Progress Report for the Millennium Project: Department of Geology and Geophysics


By Douglas Dreger


August 13, 1998


During the first year of the Millennium project the Department of Geology and Geophysics has completed the necessary modifications to our computer network to integrate the new Millennium desktop computers. Also during this time our building, McCone Hall, has been undergoing significant interior and seismic renovation. On July 15, 1998 we regained access to our new Instructional Computer Laboratory (ICL) which will house the new desktop machines. The first shipment of 6 desktop machines was received on August 7, 1998. When the remaining 5 are received we will connect them all to the building Ethernet, which will also be upgraded. We have secured funding from NSF to support our Systems Administrator, Charley Paffenbarger, who will be responsible for the receipt, installation, and configuration of the new hardware, as well as provide operations/maintenance and software support. In addition, we have secured NSF funding for a general upgrade of our building Ethernet to 100Mbit/s switched hubs and routers. This network supports the Berkeley Seismological Laboratory, Department of Geology and Geophysics, Geophysics Computer Laboratory (GCL) and the ICL.


The planned use of the ICL is both as an instructional laboratory for general classes in computational aspects of the earth sciences and also as a mini-cluster to use to develop parallel software. Software developed on the Departments desktop and distributed Sun and HP network will be used on the NOW cluster we have access to in EECS, and of course, on the general Millennium cluster. The current plan is to run Microsoft NT on the desktop machines and use PVM or MPI protocols on our distributed network which includes the 11 Intel machines we are due to receive and the network of Sun Ultra Sparcs and HP workstations on the GCL and Seismological Laboratory subnets.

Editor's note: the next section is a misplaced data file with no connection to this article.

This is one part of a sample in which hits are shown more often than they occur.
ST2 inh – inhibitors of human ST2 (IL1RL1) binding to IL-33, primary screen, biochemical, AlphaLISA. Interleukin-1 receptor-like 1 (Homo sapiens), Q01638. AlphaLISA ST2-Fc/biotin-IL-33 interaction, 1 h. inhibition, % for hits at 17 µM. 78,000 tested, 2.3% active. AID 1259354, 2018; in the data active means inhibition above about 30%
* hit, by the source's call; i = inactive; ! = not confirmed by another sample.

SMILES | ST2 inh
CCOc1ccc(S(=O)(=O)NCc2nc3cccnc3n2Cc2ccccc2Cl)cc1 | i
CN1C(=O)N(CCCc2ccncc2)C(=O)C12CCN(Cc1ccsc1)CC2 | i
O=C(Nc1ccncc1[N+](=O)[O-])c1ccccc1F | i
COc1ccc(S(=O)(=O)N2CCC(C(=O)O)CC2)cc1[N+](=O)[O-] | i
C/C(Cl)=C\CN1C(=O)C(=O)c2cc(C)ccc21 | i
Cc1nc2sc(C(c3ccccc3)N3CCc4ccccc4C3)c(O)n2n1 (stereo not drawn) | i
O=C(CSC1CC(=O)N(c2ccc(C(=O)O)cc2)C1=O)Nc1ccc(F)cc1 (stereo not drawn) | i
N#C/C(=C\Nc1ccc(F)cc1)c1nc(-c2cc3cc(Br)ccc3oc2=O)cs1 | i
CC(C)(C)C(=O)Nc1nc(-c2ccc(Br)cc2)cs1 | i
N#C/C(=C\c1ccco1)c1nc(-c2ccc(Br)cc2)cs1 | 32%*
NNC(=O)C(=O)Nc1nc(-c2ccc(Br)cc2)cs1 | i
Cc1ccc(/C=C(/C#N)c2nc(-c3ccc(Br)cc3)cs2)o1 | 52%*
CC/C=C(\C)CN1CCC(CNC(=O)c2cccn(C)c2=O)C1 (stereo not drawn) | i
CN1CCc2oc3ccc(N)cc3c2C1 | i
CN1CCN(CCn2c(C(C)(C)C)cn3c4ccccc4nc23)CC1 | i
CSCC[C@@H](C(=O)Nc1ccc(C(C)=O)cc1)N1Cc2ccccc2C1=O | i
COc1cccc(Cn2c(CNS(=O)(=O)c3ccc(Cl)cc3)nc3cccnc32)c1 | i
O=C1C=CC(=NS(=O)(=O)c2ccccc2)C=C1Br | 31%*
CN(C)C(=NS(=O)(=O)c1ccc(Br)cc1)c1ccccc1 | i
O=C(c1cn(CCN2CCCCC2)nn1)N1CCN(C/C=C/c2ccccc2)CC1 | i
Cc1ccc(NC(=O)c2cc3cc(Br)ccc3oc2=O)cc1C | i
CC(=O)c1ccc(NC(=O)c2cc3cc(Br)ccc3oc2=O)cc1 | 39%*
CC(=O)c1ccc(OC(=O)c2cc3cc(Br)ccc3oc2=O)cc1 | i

There is no research progress to report at this time as we have only received the first 6 machines on August 7, 1998, however Professors Richards and Dreger have immediate plans to port existing fluid dynamics, frequency-wave number integration, and finite difference codes to the new system when it becomes operational. In their role as a teaching lab the new computers will be used in several courses in the coming semester.